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    Within that grouping you also need to consider location. In the US you need 1500 hours before you can get an ATPL (Airline Transport Pilot Licence), but the equivalent in Europe is only 250 hours. I'm not sure about Asia in general, but I have reference to Cathay also only requiring 250 hours.
    – Peter M
    Commented Jul 31, 2023 at 18:35
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    @PeterM I have seen a comprehensive video essay somewhere on youtube by mentour pilot going about requirements to become a pilot and training requirements and how the US 1500 hour requirement is an overreaction to several events that ultimately serves no purpose than to make lawmakers seem to be doing something instead of adressing several other issues with pilot training in the US and how the 250 hour requirement is okay WHEN COMBINED with other needed stuff. And how it actually provces counterproductive, as the pilots don't have where to get the 1500 hours... I have to just find it
    – mishan
    Commented Jul 31, 2023 at 20:00
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    @PeterM Ahh...here it is! youtube.com/watch?v=l83d_z3GPeo , I think that's the one. There might be several others somewhere
    – mishan
    Commented Jul 31, 2023 at 20:02
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    So to summarize from the video: US pilots need 1500 hours of experience BEFORE they are even let into the cockpit of the commercial large passenger aircraft as first officers and can actually start getting hands on experience on how the plane actually operates IRL. The pervious model was 250 hours to start getting hands on experience and 3000 hours to be allowed to captain their own flights. The 1500 hour rule was not actually recommended by any of the experts, who instead recommended to get an accessible database of flight school results that STILL does not exist in the US.
    – mishan
    Commented Jul 31, 2023 at 20:16
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    @PeterM I'm not convinced that has much impact on safety, not least because airplanes always have two pilots and the captain will be much more experienced than the minimums. You call out Cathay, but they've never had an accident caused by pilot error: their three incidents were caused by terrorist bombing, military shootdown and bad fuel in (drum roll) Indonesia. Commented Aug 1, 2023 at 3:03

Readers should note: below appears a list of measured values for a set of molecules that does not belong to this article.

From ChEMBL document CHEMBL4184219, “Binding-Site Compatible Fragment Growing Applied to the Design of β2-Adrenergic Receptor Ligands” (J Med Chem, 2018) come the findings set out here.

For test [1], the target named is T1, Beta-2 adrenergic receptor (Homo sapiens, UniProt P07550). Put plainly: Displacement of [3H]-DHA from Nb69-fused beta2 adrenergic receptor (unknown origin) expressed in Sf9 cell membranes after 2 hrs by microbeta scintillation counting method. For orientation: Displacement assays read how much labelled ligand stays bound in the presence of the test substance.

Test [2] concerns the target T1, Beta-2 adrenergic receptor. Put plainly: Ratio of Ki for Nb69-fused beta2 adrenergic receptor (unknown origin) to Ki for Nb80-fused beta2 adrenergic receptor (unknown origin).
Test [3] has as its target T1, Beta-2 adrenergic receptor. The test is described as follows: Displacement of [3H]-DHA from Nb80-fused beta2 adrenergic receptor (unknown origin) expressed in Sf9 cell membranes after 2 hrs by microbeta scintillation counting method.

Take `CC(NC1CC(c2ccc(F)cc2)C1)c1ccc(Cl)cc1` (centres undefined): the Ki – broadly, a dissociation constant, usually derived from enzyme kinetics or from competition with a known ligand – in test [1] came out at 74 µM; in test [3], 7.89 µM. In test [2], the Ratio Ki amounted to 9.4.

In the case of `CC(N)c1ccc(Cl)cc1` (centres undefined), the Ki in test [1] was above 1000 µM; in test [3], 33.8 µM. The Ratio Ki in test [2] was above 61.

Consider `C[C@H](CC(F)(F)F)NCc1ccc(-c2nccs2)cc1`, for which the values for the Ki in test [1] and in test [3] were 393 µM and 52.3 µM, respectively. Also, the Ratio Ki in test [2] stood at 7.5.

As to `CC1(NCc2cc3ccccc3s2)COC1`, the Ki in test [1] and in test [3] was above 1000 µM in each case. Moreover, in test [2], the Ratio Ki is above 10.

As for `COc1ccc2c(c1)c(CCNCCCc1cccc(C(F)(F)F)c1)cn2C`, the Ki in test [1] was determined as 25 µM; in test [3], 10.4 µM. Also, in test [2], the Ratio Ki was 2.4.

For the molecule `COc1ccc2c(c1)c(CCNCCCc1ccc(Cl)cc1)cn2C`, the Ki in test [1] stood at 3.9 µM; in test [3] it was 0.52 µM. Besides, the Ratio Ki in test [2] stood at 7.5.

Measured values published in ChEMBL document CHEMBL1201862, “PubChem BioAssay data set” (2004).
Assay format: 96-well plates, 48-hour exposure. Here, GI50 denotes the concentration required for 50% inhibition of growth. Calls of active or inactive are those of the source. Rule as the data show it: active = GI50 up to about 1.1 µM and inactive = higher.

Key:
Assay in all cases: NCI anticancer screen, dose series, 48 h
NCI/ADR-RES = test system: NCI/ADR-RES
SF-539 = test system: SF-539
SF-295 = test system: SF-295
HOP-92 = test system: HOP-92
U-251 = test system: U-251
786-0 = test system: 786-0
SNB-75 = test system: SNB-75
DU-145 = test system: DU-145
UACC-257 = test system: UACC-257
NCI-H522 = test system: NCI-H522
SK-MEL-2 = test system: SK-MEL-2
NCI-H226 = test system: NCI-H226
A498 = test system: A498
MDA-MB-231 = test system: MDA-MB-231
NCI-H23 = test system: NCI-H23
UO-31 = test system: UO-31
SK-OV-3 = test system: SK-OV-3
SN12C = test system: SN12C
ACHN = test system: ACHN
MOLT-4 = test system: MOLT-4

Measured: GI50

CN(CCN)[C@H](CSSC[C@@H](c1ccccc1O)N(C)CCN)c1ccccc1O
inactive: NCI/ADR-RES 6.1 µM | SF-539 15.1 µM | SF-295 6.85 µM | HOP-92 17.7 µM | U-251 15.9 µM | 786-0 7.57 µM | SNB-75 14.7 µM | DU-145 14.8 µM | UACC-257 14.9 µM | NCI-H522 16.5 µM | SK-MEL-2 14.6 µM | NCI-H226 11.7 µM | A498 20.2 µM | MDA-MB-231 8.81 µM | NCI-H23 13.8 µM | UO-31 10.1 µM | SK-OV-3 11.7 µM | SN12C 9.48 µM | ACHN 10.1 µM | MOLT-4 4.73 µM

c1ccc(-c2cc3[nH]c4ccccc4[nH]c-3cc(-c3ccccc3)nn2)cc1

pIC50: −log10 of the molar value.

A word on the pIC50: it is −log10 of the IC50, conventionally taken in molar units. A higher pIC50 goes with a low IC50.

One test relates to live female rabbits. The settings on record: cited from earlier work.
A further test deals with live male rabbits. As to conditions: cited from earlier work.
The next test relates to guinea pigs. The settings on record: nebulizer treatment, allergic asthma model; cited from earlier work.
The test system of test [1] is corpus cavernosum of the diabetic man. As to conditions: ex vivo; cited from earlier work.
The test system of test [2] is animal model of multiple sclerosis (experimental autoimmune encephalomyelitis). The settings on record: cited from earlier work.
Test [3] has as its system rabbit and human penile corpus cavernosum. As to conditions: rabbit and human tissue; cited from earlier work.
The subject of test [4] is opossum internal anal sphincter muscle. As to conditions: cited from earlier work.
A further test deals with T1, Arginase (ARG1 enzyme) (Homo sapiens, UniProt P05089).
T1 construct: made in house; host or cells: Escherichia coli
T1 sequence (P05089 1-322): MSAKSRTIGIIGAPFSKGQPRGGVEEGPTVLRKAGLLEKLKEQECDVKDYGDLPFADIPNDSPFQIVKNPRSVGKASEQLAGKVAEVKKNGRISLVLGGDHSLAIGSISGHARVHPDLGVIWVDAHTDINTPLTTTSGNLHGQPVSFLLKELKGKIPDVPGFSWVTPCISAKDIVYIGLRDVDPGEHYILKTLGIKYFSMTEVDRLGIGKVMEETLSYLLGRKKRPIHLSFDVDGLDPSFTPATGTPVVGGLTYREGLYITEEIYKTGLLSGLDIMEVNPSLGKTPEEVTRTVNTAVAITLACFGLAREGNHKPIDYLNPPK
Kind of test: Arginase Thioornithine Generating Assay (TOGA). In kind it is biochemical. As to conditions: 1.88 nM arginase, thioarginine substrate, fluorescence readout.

Generally (I.e. not only for LCCs, but for traditional airlines as well) the country of registration is much more relevant than the business model: in some countries oversight is lax if not inexistent, corruption may be rife. The economic situation may also mean parts are hard to come buy, so aircraft will fly with more non-functional systems than normally allowed, or systems fixed with various quantities of duct tape. Planes are also usually older, sometimes a lot older.

One can check the EU airline black list for reference. Those airlines are banned from flying in the EU (totally or partially), which is the sign of big problems in their maintenance or oversight processes. You’ll notice that some countries are represented a lot on that list.

In countries with a strong oversight, LCCs are subject to the same procedures and controls as traditional ones. Cutting corners in services offered is one thing. Cutting corners on safety, with the risk of having their operating certificate suspended or revoked, is an altogether different story.


There is a already a very good answer but here is some auxiliary data.

  1. The number of airline incident is very small as compared to the number of airlines and passenger miles, so it's very difficult to do any type of meaningful statistics
  2. IATA reported 5 commercial airline crashes for 2022. 4 of those where turbo props and one was a jetliner. (link)
  3. The crash rate (per departure) for turbo props is more than 10 times higher than that for jets. Partially that's due to turbo props going places where jets simply can't go.